Overall, prices have risen about 20 to 30% over the past two years, says Bruce Vernon, director, crop nutrition marketing for Agriliance, St. Paul, MN. Several factors have come together to keep prices high.

For starters, fertilizer is bulky, and it takes a lot of energy to transport it. Thus, “the higher prices we've been paying at the pump translate to higher costs” to transport fertilizer, Vernon says. “There has been a 30% increase in the price of fuel alone.”

Another factor responsible for fertilizer's price rise is freight, “and there has been a high demand for scrap metal, which means not as many barges and railcars are available,” Vernon says. Some freight rates have risen by 50%.

That said, Vernon explains that the price farmers pay from now through next spring for nitrogen fertilizer largely will get down to two factors: how hot this summer is, and what the hurricane season is like.

Increasingly, natural gas is used to make electricity; thus a hot summer means a high level of air conditioning that will draw down the high reserves. One key reason why natural gas is used to make electricity is that no new nuclear power plants and few coal-fired plants are being built.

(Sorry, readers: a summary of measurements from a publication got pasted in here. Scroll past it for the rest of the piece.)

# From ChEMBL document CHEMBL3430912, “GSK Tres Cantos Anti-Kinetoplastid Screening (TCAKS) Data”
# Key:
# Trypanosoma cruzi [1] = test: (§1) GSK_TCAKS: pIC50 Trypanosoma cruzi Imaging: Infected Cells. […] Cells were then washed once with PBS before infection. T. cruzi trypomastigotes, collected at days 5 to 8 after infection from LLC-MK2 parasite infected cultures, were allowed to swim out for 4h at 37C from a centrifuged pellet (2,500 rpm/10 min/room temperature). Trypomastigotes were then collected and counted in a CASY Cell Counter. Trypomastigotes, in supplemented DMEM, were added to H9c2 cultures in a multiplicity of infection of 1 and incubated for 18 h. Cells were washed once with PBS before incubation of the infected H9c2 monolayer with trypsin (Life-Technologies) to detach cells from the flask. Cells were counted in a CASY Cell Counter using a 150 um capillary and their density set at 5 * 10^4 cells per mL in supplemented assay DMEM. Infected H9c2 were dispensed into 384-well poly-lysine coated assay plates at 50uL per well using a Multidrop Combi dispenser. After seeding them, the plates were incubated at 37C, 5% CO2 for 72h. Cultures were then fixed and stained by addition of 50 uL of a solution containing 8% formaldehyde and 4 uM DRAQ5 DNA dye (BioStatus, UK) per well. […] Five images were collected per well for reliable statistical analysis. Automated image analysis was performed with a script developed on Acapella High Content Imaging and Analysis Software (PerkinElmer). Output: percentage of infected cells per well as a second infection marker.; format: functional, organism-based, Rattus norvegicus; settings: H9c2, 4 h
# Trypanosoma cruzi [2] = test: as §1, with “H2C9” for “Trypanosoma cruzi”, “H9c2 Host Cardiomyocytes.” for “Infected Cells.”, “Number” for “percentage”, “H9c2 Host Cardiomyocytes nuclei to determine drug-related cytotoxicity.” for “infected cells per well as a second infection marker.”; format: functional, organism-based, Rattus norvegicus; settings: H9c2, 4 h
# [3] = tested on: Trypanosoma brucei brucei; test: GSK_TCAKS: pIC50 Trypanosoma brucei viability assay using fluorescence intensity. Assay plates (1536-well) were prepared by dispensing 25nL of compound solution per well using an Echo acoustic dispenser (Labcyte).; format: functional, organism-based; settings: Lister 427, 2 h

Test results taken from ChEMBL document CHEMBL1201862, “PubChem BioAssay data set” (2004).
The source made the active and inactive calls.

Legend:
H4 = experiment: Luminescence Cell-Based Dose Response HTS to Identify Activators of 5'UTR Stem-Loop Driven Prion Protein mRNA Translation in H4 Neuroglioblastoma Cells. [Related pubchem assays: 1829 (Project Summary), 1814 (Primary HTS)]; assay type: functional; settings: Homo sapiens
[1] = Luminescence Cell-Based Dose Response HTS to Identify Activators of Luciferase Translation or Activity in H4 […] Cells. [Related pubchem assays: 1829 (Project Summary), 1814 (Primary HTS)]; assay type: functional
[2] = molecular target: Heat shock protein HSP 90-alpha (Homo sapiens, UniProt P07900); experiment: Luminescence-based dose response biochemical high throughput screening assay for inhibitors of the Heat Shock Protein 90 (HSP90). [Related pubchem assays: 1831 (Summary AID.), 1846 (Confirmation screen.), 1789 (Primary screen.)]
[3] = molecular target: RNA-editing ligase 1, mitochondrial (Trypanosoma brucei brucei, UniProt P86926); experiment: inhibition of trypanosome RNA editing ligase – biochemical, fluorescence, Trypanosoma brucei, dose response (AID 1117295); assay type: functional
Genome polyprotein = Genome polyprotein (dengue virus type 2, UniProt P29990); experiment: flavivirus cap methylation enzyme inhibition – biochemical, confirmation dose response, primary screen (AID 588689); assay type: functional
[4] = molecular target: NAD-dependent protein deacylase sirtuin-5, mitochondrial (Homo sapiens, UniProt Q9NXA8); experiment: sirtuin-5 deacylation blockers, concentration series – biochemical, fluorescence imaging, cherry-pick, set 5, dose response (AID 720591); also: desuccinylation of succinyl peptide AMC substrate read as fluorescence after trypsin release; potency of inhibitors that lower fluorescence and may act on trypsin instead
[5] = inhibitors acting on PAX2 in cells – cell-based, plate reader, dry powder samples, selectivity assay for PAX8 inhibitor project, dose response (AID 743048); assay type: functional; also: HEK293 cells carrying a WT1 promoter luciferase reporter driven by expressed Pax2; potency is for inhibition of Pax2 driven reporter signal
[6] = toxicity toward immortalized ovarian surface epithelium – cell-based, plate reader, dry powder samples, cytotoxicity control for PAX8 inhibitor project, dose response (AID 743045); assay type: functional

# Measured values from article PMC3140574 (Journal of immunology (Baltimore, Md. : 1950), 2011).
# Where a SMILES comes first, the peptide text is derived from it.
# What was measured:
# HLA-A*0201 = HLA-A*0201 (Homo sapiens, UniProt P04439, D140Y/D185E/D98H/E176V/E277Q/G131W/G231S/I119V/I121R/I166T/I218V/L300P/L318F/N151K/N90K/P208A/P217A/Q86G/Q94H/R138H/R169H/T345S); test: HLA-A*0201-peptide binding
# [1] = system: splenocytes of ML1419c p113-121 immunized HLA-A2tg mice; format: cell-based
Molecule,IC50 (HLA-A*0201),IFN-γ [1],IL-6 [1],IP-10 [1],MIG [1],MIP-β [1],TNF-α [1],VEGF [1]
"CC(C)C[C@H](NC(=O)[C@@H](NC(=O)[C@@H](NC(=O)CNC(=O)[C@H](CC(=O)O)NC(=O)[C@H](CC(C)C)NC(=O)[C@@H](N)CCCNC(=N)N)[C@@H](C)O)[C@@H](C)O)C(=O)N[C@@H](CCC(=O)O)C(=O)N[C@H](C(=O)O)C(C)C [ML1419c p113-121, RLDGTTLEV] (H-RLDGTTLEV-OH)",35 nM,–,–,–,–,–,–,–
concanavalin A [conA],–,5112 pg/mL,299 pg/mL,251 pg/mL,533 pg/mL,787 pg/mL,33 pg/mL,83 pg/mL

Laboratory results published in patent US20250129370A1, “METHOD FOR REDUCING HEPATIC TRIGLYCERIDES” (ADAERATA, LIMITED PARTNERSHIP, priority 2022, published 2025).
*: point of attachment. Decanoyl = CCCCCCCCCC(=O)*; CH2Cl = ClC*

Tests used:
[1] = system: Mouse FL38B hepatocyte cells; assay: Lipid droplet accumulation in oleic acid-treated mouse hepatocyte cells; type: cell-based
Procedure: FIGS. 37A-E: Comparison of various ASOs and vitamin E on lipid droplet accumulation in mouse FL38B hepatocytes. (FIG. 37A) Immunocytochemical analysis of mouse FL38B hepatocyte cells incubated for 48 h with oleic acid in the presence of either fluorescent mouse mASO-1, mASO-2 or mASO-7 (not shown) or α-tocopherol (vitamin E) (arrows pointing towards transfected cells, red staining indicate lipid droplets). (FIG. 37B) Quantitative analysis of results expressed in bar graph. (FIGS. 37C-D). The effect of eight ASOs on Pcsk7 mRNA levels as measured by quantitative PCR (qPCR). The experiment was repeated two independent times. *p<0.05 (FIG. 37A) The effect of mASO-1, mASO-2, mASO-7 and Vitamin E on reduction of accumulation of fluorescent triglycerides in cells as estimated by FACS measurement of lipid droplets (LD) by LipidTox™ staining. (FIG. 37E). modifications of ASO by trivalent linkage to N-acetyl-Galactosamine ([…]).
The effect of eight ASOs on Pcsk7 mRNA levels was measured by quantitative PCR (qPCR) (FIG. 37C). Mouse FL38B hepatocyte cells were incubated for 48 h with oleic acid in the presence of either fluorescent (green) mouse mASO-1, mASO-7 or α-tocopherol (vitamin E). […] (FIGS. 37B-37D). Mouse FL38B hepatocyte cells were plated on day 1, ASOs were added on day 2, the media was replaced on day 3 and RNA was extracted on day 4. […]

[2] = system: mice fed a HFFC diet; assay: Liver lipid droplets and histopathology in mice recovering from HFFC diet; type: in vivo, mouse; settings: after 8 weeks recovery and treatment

As for hurricanes, it's impossible to know what will happen, although Vernon says that some experts are saying the conditions appear right for another season of high hurricane activity (the southern Atlantic is warm, for instance). In other words, what natural gas, and in turn nitrogen fertilizer, will cost this fall, winter and next spring is anyone's guess.

As for this growing season, Vernon thinks that ammonia prices had stabilized on a national basis as of late March but that further declines are possible in July.